Offering appropriate choices also works well for toddlers and young children. For example, if I tell my child he may have pasta or a sandwich for lunch, but he insists that he wants macaroni and cheese to the point of throwing a tantrum, I force myself to stay calm. Instead of losing my temper, I simply wait for him to calm down and continue to offer him my two original choices for lunch until he realizes I will not give in to his desire for macaroni and cheese. I have come to realize that yelling at my children only seems to worsen the situation and upset them, but by staying calm, they understand that I am the adult and I mean what I say.
I also discuss feelings a lot with my three-year-old. By exploring my own emotions and understanding why I react the way I do when I am angry or hurt, I can better explain to my three-year-old how he should behave when he is feeling the same emotions. If his brother takes a toy from him, we talk about why that made him angry and what he can do when that happens.
Persistence and repetition are also key to making gentle discipline work, as children need to experience a difficult situation many times to truly understand how to handle it on their own. I try to always respond immediately when my three-year-old pushes his younger brother by talking about why he did it and what he could do instead, such as give his brother a different toy to play with or ask for my help.
Gentle discipline takes time and patience, but fortunately our children give us many opportunities every day to practice using it!
Hesston KS USA
I know where you are coming from! I have a 14-month-old, and in order to stay home with her, I also watch a 15-month-old five days a week, so I feel like a mother of two. I get some time away as I am a part-time massage therapist, but I find I'm hurrying to and from appointments and feel guilty when I'm away without good reason. There have been moments when I am burned out or frustrated, and that's when I need to recognize my needs as well as my children's needs. They need a mommy who is happy, fulfilled, and relaxed.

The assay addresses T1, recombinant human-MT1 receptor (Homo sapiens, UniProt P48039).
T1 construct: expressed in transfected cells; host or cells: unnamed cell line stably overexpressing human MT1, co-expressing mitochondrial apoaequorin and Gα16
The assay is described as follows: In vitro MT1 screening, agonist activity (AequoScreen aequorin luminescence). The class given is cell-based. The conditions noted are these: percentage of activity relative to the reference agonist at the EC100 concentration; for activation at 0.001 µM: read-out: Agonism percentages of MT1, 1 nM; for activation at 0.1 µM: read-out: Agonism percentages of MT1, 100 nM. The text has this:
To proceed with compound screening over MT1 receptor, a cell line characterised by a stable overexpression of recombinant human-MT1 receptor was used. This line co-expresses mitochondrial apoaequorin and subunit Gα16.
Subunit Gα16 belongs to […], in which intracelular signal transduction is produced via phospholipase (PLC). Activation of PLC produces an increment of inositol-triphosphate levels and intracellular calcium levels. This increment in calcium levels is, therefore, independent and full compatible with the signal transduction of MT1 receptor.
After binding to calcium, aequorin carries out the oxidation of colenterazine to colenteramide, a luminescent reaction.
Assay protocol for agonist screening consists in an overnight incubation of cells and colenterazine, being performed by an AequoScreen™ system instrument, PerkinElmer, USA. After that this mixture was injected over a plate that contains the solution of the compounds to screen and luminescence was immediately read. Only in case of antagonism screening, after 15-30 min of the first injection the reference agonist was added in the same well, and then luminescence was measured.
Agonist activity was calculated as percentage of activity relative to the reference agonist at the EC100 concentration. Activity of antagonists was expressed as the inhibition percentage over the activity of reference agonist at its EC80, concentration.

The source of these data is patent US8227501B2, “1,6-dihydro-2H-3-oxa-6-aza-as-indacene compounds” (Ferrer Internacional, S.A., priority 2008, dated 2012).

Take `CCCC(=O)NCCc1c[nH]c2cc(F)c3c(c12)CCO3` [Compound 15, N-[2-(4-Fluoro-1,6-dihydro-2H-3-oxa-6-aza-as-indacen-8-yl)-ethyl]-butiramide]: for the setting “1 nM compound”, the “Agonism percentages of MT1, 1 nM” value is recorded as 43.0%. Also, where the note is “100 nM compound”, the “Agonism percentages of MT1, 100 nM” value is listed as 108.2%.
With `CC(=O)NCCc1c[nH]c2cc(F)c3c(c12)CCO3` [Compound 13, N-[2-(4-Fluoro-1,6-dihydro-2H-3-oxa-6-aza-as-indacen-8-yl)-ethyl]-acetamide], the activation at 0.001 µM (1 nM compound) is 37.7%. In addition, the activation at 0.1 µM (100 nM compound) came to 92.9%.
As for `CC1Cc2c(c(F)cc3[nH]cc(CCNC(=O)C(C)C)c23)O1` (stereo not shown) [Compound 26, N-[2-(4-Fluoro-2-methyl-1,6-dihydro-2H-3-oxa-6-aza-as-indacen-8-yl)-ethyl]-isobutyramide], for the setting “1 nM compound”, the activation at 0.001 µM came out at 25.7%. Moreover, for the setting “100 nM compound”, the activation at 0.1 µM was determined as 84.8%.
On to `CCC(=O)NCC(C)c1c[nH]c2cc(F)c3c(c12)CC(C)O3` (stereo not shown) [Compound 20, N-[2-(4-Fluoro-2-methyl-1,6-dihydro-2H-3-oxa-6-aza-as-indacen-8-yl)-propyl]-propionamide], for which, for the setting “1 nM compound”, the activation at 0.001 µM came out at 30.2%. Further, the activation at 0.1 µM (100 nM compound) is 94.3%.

The days that I know I need some "me time" are when I feel as though I'm there for my daughter in body, but not in spirit. I'm distracted and lazy and don't engage her very much. Those days seem a lot longer than usual and I, too, feel as though I'm not being the mom I want to be. The "24/7" thing can get exhausting, so occasionally you need to recharge your own spiritual and emotional batteries. Plan for a few hours away, whether it's letting the children share some quality time with daddy, or leaving them with a trusted and favorite caregiver. Do what you want to do every once in a while, whether that's connecting with friends, having a bubble bath, a nap, or going to a coffee house, having a hot cup of tea and reading a good book or magazine, perhaps your latest issue of New Beginnings!